The new shower looks good, there’s a shower chair as well so the Goldfish doesn’t have to stand up and it will be easy to keep the shower area clean. The Goldfish says he likes it but can’t remember if he has actually used it. Step-monster says he has.
I call social services and the CC comes to assess the Goldfish’s care needs and how they might be met. I said I thought he needed someone coming in for personal care – washing, dressing and shaving in the mornings. The step-monster lied through her teeth, telling the woman everything was just fine and they could manage perfectly without any help. At one point I cut in and pointed out this whole process was started when she was crying she couldn’t cope and wanted to send dad to the residential home for a shower. She just smiled and said she thought they were managing very well.
I walked the CC to her car, apologizing for the step-monster’s refusal to accept help. She said not to worry, she’s seen it all before, step-monster (she didn’t call her that, of course) is in denial and will come round.
The sun shone for our outing this week so I packed a picnic and went for a run on country roads and through part of the Galloway Forest to a lovely riverside picnic place. The Goldfish remembered driving those roads when he was working and commented, as usual, on the trees: not the Sitka Spruce in the forest, which he dislikes as much as I do, but on the broad-leaved trees by the roadsides. He always liked trees and it is lovely that he can still identify them, hasn’t forgotten any of their names and takes real pleasure in seeing them.
When we started to drive home he lost his bearings and didn’t recognise the road. “Are you sure you know the way?”
“Yes, dad, I know the way. We’ll reach the main road soon.”
“Oh, well, that’s all right then. I’m glad you know where you are going.” He looks anxiously out of the window. “Are you sure you know the way?”
The moment we came to a junction for the main road he knew where we were and relaxed.
I know it was a hot day, which may account for it, but there was a distinctly whiffy aroma in my car, which lingered even after I took him home. Mentioned it to Wee-sis who said she was mortified when she took the Goldfish for a chest x ray recently. “When he took his shirt off, the smell was terrible. He hadn’t had a shower that morning and I wouldn’t be surprised if he’d not had a proper wash for days. I don’t believe he is using the shower at all.”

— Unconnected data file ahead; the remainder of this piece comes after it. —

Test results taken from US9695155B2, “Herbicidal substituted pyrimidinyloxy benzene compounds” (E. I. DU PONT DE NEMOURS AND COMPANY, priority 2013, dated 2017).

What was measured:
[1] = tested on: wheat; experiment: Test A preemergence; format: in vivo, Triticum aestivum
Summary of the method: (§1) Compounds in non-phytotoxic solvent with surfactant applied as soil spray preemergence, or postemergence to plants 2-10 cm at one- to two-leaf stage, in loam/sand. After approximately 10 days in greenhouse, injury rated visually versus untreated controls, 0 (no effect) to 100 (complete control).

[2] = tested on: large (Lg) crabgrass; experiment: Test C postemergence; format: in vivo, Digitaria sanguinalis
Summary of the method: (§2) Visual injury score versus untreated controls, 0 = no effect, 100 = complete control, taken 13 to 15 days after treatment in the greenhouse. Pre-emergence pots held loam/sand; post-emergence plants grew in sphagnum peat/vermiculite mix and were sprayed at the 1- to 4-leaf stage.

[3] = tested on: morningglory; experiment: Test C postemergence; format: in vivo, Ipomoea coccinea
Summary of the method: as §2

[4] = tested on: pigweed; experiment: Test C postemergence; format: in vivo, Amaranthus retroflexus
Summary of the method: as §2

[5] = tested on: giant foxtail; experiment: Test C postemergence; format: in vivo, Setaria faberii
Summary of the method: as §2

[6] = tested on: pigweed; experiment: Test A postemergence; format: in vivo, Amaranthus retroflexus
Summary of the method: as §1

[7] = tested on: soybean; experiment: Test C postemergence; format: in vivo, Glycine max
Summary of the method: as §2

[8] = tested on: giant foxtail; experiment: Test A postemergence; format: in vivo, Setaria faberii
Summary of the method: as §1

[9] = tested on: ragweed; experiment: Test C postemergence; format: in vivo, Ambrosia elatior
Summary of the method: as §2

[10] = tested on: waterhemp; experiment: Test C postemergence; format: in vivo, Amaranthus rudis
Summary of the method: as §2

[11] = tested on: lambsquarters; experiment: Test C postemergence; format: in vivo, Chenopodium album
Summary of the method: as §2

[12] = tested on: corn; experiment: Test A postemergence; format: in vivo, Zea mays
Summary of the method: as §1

The Goldfish would be mortified if understood his lack of hygiene. Finally I plucked up the courage to speak to the step-monster about the Goldfish’s personal hygiene. She said he has a good wash every day. I said: “He smells.”
“Do you mean, do you mean… Do you mean his pants?”
“No, I mean body odour, an unwashed, unpleasant dirty body smell.”
“Well, he has a good wash at the sink every day.”
“Why doesn’t he have a shower? What’s the problem with the shower?”
“He doesn’t want to use it.”
“You mean he can’t use it. It really is way past time to have someone in to help with showers.”
“I don’t want a lot of strangers coming in to the house.”
“But if you can’t manage to help dad have a shower we need to get someone in.”
“Would it be male carers?”
“I don’t know. We’ll have to discuss with the CC and see what she can do.”
“It’s just – well, you know your dad likes the ladies – it would be awful if he did something or said something inappropriate.”
Yes, the Goldfish always did like women around him and had a habit of putting his arm round a female waist but I’m fairly certain he’s extremely unlikely to do so with a carer – besides which, a carer would know how to deal with such a situation. He’s 87. I phone the CC to make an appointment.
In the meantime the mental health person came to do an assessment. When I arrived at the house to meet him the Goldfish looked really scruffy, unwashed and unshaven. When I mentioned it, the step-monster shrugged and said: “Well, he’s got all day.” Surely if he has a wash and shave in the morning it would help him feel a bit brighter?
As expected it was very clear his memory loss has worsened. Step-monster wittered on and on about him ‘doing fine’, despite what she was hearing. He managed to get the day of the week, the date, and the month and the season wrong and clearly had not the faintest idea who the Prime Minister is. How can she convince herself everything is fine? And that she is managing?
When the CC came to discuss dad’s personal care the step-monster started to insist they were ‘managing fine’. This time I wasn’t going to let her get away with it and told the CC that the Goldfish was often smelly, unwashed and unshaven – and the new shower was never used.
“Well, he can have a good wash at the sink,” said step-monster.
“He could if he knew what to do,” I replied, “but he no longer understands what he has to do to wash. He needs someone to help him and if you can’t do it then we need to have someone coming in.”
She finally agreed to have support workers come in but only three mornings a week – and not before 10am because she likes to have some time to herself in the mornings. At least for three days a week the Goldfish will smell a bit sweeter. A small victory!